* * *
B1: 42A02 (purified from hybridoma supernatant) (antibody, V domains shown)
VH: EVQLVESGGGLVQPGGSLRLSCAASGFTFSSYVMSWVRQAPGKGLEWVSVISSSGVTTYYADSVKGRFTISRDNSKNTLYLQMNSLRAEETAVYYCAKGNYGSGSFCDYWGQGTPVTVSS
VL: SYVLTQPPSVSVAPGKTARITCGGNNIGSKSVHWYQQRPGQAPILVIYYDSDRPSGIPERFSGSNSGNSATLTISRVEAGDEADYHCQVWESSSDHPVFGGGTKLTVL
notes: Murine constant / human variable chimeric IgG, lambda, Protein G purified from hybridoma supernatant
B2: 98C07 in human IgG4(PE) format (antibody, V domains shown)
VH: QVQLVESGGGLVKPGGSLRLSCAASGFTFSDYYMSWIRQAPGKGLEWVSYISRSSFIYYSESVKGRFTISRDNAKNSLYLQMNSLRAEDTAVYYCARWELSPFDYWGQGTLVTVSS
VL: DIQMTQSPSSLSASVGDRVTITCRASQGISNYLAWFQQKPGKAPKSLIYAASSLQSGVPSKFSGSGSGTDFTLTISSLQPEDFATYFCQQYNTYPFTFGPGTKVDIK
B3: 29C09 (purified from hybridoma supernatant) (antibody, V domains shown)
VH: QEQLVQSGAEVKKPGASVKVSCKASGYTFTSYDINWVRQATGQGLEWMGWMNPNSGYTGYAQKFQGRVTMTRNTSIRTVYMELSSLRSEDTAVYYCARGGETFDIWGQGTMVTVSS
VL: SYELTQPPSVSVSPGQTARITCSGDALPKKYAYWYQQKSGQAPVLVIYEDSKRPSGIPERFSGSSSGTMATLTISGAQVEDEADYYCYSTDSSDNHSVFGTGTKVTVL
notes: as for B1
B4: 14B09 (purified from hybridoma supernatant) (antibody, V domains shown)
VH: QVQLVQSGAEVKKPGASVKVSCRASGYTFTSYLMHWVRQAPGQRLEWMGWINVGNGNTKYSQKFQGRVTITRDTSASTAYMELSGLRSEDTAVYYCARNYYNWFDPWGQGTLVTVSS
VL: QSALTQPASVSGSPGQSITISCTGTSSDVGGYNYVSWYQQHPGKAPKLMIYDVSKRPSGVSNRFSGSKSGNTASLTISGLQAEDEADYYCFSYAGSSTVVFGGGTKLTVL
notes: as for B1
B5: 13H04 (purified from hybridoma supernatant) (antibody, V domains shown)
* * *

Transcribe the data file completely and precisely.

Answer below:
B1: 42A02 (purified from hybridoma supernatant) (antibody, V domains shown)
VH: EVQLVESGGGLVQPGGSLRLSCAASGFTFSSYVMSWVRQAPGKGLEWVSVISSSGVTTYYADSVKGRFTISRDNSKNTLYLQMNSLRAEETAVYYCAKGNYGSGSFCDYWGQGTPVTVSS
VL: SYVLTQPPSVSVAPGKTARITCGGNNIGSKSVHWYQQRPGQAPILVIYYDSDRPSGIPERFSGSNSGNSATLTISRVEAGDEADYHCQVWESSSDHPVFGGGTKLTVL
notes: Murine constant / human variable chimeric IgG, lambda, Protein G purified from hybridoma supernatant
B2: 98C07 in human IgG4(PE) format (antibody, V domains shown)
VH: QVQLVESGGGLVKPGGSLRLSCAASGFTFSDYYMSWIRQAPGKGLEWVSYISRSSFIYYSESVKGRFTISRDNAKNSLYLQMNSLRAEDTAVYYCARWELSPFDYWGQGTLVTVSS
VL: DIQMTQSPSSLSASVGDRVTITCRASQGISNYLAWFQQKPGKAPKSLIYAASSLQSGVPSKFSGSGSGTDFTLTISSLQPEDFATYFCQQYNTYPFTFGPGTKVDIK
B3: 29C09 (purified from hybridoma supernatant) (antibody, V domains shown)
VH: QEQLVQSGAEVKKPGASVKVSCKASGYTFTSYDINWVRQATGQGLEWMGWMNPNSGYTGYAQKFQGRVTMTRNTSIRTVYMELSSLRSEDTAVYYCARGGETFDIWGQGTMVTVSS
VL: SYELTQPPSVSVSPGQTARITCSGDALPKKYAYWYQQKSGQAPVLVIYEDSKRPSGIPERFSGSSSGTMATLTISGAQVEDEADYYCYSTDSSDNHSVFGTGTKVTVL
notes: as for B1
B4: 14B09 (purified from hybridoma supernatant) (antibody, V domains shown)
VH: QVQLVQSGAEVKKPGASVKVSCRASGYTFTSYLMHWVRQAPGQRLEWMGWINVGNGNTKYSQKFQGRVTITRDTSASTAYMELSGLRSEDTAVYYCARNYYNWFDPWGQGTLVTVSS
VL: QSALTQPASVSGSPGQSITISCTGTSSDVGGYNYVSWYQQHPGKAPKLMIYDVSKRPSGVSNRFSGSKSGNTASLTISGLQAEDEADYYCFSYAGSSTVVFGGGTKLTVL
notes: as for B1
B5: 13H04 (purified from hybridoma supernatant) (antibody, V domains shown)